In Strickland v. Washington, 466 U.S. 668, 104 S.Ct. 2052, 80 L.Ed. 2d 674 (1984), the Court established a two-part test for evaluating claims of ineffective assistance of counsel. In order to prevail on such a claim, a defendant first must show that his attorney's handling of the matter "fell below an objective standard of reasonableness." Id. at 688, 104 S.Ct. at 2064, 80 L.Ed. 2d at 693. A defendant also must show that there exists a "reasonable probability that, but for counsel's unprofessional errors, the result of the proceeding would have been different." Id. at 694, 104 S.Ct. at 2068, 80 L.Ed. 2d at 698. Our Supreme Court has adopted this standard for evaluating ineffective-assistance-of-counsel claims. State v. Fritz, 105 N.J. 42, 58 (1987).
Here, the PCR court correctly determined that Murawinski had exercised reasonable professional judgment in weighing various possible defenses. The court found that duress was not a viable defense in this case. The court noted that defendant claimed that he killed Wood because Descoteau had threatened him and his girlfriend. At his plea hearing, however, defendant stated that he did not pay any attention to Descoteau's threats.
The court observed that these were "not the words of someone fearing for his life or the lives of his loved ones" as defendant claimed.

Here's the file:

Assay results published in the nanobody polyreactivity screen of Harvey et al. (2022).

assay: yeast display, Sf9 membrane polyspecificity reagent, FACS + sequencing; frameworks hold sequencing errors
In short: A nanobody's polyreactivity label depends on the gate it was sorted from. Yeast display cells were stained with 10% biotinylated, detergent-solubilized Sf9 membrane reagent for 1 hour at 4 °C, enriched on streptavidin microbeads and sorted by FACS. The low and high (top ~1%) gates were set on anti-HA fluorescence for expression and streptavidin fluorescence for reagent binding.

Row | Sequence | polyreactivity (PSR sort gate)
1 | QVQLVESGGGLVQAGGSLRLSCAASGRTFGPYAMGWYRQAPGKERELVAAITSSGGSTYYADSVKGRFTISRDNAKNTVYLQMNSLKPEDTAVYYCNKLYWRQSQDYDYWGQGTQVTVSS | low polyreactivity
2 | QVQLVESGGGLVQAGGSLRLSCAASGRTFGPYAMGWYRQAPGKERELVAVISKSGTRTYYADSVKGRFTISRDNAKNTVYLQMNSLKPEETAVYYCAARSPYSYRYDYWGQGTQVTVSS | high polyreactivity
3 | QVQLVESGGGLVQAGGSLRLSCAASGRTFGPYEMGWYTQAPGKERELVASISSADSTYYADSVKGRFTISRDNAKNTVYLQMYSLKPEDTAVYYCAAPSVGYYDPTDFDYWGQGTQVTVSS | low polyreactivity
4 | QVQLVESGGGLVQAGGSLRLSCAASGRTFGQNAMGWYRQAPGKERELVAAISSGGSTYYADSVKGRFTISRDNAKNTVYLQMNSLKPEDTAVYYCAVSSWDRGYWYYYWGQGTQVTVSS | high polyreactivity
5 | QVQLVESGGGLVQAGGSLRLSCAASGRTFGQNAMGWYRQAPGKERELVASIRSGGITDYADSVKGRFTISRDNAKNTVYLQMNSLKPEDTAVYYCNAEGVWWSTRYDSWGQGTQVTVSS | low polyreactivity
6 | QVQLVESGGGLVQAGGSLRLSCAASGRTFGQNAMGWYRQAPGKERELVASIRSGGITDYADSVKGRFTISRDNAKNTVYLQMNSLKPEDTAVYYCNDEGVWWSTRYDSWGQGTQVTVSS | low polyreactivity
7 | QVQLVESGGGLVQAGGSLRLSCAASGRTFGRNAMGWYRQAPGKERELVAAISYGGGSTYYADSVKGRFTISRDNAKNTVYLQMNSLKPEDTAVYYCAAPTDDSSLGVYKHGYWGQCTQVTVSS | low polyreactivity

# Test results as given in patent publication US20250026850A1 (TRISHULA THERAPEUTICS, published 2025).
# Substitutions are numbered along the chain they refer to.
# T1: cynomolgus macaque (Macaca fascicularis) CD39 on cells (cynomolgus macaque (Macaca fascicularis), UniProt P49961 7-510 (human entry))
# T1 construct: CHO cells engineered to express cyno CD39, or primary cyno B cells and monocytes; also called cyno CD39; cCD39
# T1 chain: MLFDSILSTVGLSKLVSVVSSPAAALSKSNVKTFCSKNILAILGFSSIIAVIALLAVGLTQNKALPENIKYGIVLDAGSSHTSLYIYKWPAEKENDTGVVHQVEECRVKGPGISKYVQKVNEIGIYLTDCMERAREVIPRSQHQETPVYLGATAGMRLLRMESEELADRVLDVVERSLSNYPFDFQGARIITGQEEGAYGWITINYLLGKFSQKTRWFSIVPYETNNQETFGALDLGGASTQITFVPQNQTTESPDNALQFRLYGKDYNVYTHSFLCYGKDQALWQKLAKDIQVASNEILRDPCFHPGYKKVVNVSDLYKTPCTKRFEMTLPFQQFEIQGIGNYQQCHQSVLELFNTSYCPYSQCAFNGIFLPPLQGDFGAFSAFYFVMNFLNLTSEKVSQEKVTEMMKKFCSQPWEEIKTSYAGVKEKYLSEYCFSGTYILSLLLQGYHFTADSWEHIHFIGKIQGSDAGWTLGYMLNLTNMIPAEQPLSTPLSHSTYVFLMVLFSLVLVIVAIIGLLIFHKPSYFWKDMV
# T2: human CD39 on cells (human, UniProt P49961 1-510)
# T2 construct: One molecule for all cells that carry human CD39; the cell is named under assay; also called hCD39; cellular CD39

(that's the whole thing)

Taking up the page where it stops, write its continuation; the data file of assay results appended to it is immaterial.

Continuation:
The court also correctly found that intoxication was not a viable defense in this matter. The court stated that any claim of intoxication was belied by "defendant's own detailed, very detailed recollection and [repeated] statements" concerning the murder. The court noted that, in his statement to the police in Florida, defendant had been able to describe exactly what had occurred when he and Leahey murdered Wood. The court noted that defendant was able to testify to the same facts at his plea hearing and again at Descoteau's trial.
In addition, the court correctly found that Murawinski had exercised reasonable professional judgment in his handling of a possible psychiatric defense. Murawinski had obtained a preliminary report from Dr. Arnoldo Apolito (Apolito), who opined that defendant had been suffering from a "Dissociative Disorder." The court noted that, in making this diagnosis, Apolito had relied upon defendant's alleged fear of Descoteau but defendant had admitted he did not pay any attention to Descoteau's threats. The court pointed out that Apolito had focused upon what he called defendant's "amnesia" but the court observed that defendant's statement concerning the murder was "very detailed."